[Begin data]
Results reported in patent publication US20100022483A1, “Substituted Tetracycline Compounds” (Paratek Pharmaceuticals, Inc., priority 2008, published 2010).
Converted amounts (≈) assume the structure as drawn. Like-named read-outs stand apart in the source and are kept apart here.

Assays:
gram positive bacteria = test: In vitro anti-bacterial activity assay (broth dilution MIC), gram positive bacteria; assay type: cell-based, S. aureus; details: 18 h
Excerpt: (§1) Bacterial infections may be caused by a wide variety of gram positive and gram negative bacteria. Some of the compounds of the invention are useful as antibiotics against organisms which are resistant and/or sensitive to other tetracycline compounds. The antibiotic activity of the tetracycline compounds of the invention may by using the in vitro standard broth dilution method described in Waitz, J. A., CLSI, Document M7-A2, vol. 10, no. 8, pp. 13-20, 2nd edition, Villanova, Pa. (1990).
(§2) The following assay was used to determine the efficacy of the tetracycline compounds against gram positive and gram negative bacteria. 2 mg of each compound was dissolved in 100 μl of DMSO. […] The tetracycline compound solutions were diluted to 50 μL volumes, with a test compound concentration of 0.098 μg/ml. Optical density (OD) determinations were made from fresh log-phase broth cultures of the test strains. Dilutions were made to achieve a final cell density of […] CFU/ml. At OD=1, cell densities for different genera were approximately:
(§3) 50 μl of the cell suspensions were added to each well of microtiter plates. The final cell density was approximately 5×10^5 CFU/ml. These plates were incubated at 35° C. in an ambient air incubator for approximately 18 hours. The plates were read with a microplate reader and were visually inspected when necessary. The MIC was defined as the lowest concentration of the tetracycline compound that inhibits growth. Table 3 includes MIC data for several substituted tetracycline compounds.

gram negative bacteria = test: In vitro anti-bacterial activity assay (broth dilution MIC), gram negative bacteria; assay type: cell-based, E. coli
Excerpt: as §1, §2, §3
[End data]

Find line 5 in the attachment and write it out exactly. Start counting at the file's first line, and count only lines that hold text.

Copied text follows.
Excerpt: (§1) Bacterial infections may be caused by a wide variety of gram positive and gram negative bacteria. Some of the compounds of the invention are useful as antibiotics against organisms which are resistant and/or sensitive to other tetracycline compounds. The antibiotic activity of the tetracycline compounds of the invention may by using the in vitro standard broth dilution method described in Waitz, J. A., CLSI, Document M7-A2, vol. 10, no. 8, pp. 13-20, 2nd edition, Villanova, Pa. (1990).